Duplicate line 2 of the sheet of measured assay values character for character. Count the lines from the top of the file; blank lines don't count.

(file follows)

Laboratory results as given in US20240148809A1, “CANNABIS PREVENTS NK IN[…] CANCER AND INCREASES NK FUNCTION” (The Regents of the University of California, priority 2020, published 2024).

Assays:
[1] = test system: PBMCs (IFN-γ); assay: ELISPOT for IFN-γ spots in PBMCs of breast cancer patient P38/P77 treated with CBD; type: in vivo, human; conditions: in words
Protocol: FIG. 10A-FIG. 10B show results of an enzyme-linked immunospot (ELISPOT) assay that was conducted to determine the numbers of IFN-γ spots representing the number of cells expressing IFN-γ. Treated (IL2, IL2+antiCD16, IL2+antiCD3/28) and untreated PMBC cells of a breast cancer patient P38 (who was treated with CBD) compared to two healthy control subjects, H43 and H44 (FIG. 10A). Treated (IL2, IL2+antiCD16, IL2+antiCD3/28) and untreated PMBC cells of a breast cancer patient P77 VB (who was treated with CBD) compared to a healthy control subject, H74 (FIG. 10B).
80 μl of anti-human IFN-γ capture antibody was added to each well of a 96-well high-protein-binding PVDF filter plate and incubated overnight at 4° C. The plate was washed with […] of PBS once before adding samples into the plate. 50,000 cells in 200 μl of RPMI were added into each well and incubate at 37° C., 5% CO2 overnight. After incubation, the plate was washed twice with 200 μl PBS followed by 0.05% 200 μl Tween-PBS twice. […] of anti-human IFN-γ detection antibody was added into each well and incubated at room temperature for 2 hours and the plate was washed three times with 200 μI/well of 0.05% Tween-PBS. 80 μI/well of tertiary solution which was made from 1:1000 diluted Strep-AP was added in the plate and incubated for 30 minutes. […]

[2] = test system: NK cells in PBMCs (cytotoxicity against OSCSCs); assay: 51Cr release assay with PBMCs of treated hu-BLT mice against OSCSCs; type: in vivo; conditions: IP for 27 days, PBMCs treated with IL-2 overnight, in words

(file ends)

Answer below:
Assays: